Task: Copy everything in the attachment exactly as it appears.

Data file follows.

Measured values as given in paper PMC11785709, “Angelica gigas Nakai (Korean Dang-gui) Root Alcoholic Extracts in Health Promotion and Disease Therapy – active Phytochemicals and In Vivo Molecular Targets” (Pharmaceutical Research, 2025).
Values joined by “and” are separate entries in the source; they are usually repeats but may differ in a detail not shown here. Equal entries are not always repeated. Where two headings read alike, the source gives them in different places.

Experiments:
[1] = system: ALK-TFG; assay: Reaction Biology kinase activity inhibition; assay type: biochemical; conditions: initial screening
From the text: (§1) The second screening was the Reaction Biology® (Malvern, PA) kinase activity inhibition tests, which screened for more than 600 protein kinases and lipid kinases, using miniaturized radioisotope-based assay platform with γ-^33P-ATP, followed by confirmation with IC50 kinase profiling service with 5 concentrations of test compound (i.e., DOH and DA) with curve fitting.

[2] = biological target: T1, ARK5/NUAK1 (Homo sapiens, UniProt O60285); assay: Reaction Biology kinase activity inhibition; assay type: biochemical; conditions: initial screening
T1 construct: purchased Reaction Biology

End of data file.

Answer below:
Measured values as given in paper PMC11785709, “Angelica gigas Nakai (Korean Dang-gui) Root Alcoholic Extracts in Health Promotion and Disease Therapy – active Phytochemicals and In Vivo Molecular Targets” (Pharmaceutical Research, 2025).
Values joined by “and” are separate entries in the source; they are usually repeats but may differ in a detail not shown here. Equal entries are not always repeated. Where two headings read alike, the source gives them in different places.

Experiments:
[1] = system: ALK-TFG; assay: Reaction Biology kinase activity inhibition; assay type: biochemical; conditions: initial screening
From the text: (§1) The second screening was the Reaction Biology® (Malvern, PA) kinase activity inhibition tests, which screened for more than 600 protein kinases and lipid kinases, using miniaturized radioisotope-based assay platform with γ-^33P-ATP, followed by confirmation with IC50 kinase profiling service with 5 concentrations of test compound (i.e., DOH and DA) with curve fitting.

[2] = biological target: T1, ARK5/NUAK1 (Homo sapiens, UniProt O60285); assay: Reaction Biology kinase activity inhibition; assay type: biochemical; conditions: initial screening
T1 construct: purchased Reaction Biology